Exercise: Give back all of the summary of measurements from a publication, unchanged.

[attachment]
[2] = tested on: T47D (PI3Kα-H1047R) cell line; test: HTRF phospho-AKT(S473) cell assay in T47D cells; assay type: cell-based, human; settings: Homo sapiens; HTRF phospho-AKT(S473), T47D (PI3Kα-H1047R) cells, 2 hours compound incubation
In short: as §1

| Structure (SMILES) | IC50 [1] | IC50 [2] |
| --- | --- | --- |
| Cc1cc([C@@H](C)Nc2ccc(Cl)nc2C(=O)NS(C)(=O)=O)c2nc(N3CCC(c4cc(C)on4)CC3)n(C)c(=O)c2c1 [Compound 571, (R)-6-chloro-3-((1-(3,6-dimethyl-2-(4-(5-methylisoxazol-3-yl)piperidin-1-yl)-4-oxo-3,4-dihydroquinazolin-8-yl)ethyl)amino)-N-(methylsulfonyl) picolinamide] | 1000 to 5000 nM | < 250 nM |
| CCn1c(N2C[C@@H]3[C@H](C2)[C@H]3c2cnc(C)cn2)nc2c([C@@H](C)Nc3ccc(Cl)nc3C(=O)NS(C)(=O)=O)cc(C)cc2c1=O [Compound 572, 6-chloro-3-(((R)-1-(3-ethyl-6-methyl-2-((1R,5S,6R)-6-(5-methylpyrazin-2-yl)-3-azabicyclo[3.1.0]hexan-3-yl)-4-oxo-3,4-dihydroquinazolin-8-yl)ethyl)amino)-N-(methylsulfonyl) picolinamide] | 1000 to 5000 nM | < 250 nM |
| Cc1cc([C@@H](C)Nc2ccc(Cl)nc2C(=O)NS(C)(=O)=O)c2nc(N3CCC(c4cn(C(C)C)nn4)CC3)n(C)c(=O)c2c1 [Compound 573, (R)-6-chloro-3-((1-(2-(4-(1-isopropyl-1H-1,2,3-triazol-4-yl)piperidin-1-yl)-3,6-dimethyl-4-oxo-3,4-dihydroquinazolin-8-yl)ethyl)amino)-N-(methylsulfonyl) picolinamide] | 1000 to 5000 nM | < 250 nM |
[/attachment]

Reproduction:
[2] = tested on: T47D (PI3Kα-H1047R) cell line; test: HTRF phospho-AKT(S473) cell assay in T47D cells; assay type: cell-based, human; settings: Homo sapiens; HTRF phospho-AKT(S473), T47D (PI3Kα-H1047R) cells, 2 hours compound incubation
In short: as §1

| Structure (SMILES) | IC50 [1] | IC50 [2] |
| --- | --- | --- |
| Cc1cc([C@@H](C)Nc2ccc(Cl)nc2C(=O)NS(C)(=O)=O)c2nc(N3CCC(c4cc(C)on4)CC3)n(C)c(=O)c2c1 [Compound 571, (R)-6-chloro-3-((1-(3,6-dimethyl-2-(4-(5-methylisoxazol-3-yl)piperidin-1-yl)-4-oxo-3,4-dihydroquinazolin-8-yl)ethyl)amino)-N-(methylsulfonyl) picolinamide] | 1000 to 5000 nM | < 250 nM |
| CCn1c(N2C[C@@H]3[C@H](C2)[C@H]3c2cnc(C)cn2)nc2c([C@@H](C)Nc3ccc(Cl)nc3C(=O)NS(C)(=O)=O)cc(C)cc2c1=O [Compound 572, 6-chloro-3-(((R)-1-(3-ethyl-6-methyl-2-((1R,5S,6R)-6-(5-methylpyrazin-2-yl)-3-azabicyclo[3.1.0]hexan-3-yl)-4-oxo-3,4-dihydroquinazolin-8-yl)ethyl)amino)-N-(methylsulfonyl) picolinamide] | 1000 to 5000 nM | < 250 nM |
| Cc1cc([C@@H](C)Nc2ccc(Cl)nc2C(=O)NS(C)(=O)=O)c2nc(N3CCC(c4cn(C(C)C)nn4)CC3)n(C)c(=O)c2c1 [Compound 573, (R)-6-chloro-3-((1-(2-(4-(1-isopropyl-1H-1,2,3-triazol-4-yl)piperidin-1-yl)-3,6-dimethyl-4-oxo-3,4-dihydroquinazolin-8-yl)ethyl)amino)-N-(methylsulfonyl) picolinamide] | 1000 to 5000 nM | < 250 nM |